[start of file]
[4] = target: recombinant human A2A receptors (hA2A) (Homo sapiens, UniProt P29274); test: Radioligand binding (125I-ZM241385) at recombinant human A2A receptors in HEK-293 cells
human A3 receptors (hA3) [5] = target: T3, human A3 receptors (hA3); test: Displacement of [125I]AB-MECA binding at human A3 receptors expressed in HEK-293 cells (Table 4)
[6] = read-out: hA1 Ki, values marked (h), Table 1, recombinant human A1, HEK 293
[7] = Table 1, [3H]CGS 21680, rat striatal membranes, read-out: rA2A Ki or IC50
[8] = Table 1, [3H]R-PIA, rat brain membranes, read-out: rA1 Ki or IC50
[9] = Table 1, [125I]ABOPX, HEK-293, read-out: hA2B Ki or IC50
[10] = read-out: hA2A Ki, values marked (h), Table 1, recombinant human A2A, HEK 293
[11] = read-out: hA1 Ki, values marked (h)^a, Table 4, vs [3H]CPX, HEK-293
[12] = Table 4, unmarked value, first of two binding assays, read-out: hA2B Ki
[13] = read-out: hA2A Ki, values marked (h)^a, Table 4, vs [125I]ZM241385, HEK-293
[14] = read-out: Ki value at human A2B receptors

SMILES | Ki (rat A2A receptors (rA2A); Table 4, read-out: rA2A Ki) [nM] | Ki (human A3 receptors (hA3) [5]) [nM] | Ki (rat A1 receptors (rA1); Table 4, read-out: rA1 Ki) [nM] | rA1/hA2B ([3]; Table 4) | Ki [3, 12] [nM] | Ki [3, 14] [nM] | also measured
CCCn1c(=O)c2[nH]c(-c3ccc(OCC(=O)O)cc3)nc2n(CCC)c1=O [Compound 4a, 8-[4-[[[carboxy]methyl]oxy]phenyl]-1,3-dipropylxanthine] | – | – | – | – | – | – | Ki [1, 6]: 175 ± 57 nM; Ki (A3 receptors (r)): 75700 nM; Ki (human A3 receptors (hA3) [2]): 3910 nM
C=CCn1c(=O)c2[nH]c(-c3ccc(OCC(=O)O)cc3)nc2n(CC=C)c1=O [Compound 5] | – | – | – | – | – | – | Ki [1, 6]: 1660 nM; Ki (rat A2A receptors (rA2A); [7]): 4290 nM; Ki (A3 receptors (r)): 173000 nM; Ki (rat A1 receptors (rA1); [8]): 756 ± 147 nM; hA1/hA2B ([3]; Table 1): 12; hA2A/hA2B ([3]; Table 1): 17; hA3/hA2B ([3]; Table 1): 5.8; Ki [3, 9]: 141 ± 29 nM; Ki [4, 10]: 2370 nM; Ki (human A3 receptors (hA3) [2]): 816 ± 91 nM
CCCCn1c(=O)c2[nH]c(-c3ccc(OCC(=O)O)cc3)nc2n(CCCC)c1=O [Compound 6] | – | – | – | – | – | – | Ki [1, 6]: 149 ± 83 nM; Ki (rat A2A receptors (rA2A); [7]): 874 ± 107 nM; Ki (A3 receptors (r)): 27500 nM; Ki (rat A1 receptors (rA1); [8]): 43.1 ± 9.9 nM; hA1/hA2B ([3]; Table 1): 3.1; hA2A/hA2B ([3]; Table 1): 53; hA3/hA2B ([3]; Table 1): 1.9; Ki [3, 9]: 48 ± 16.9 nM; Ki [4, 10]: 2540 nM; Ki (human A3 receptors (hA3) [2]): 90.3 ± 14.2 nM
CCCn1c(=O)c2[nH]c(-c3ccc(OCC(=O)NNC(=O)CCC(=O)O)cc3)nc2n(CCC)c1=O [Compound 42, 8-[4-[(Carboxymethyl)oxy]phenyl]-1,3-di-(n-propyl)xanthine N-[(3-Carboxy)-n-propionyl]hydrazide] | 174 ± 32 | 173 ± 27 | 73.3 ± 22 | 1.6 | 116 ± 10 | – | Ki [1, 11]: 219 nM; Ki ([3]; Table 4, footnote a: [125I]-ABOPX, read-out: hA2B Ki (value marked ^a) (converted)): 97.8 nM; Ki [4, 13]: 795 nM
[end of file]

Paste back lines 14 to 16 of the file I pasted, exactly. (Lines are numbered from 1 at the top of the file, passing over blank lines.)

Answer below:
C=CCn1c(=O)c2[nH]c(-c3ccc(OCC(=O)O)cc3)nc2n(CC=C)c1=O [Compound 5] | – | – | – | – | – | – | Ki [1, 6]: 1660 nM; Ki (rat A2A receptors (rA2A); [7]): 4290 nM; Ki (A3 receptors (r)): 173000 nM; Ki (rat A1 receptors (rA1); [8]): 756 ± 147 nM; hA1/hA2B ([3]; Table 1): 12; hA2A/hA2B ([3]; Table 1): 17; hA3/hA2B ([3]; Table 1): 5.8; Ki [3, 9]: 141 ± 29 nM; Ki [4, 10]: 2370 nM; Ki (human A3 receptors (hA3) [2]): 816 ± 91 nM
CCCCn1c(=O)c2[nH]c(-c3ccc(OCC(=O)O)cc3)nc2n(CCCC)c1=O [Compound 6] | – | – | – | – | – | – | Ki [1, 6]: 149 ± 83 nM; Ki (rat A2A receptors (rA2A); [7]): 874 ± 107 nM; Ki (A3 receptors (r)): 27500 nM; Ki (rat A1 receptors (rA1); [8]): 43.1 ± 9.9 nM; hA1/hA2B ([3]; Table 1): 3.1; hA2A/hA2B ([3]; Table 1): 53; hA3/hA2B ([3]; Table 1): 1.9; Ki [3, 9]: 48 ± 16.9 nM; Ki [4, 10]: 2540 nM; Ki (human A3 receptors (hA3) [2]): 90.3 ± 14.2 nM
CCCn1c(=O)c2[nH]c(-c3ccc(OCC(=O)NNC(=O)CCC(=O)O)cc3)nc2n(CCC)c1=O [Compound 42, 8-[4-[(Carboxymethyl)oxy]phenyl]-1,3-di-(n-propyl)xanthine N-[(3-Carboxy)-n-propionyl]hydrazide] | 174 ± 32 | 173 ± 27 | 73.3 ± 22 | 1.6 | 116 ± 10 | – | Ki [1, 11]: 219 nM; Ki ([3]; Table 4, footnote a: [125I]-ABOPX, read-out: hA2B Ki (value marked ^a) (converted)): 97.8 nM; Ki [4, 13]: 795 nM